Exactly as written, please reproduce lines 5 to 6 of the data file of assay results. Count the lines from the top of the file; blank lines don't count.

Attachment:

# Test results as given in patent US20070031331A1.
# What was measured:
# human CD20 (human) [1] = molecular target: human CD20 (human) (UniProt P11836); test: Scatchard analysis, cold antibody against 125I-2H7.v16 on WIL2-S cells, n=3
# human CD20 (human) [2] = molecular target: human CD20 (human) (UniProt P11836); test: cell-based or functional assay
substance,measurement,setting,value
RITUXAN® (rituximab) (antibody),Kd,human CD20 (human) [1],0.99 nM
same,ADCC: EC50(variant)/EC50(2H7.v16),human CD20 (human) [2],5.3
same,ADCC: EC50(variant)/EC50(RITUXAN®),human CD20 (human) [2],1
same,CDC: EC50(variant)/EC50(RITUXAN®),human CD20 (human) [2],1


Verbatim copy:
substance,measurement,setting,value
RITUXAN® (rituximab) (antibody),Kd,human CD20 (human) [1],0.99 nM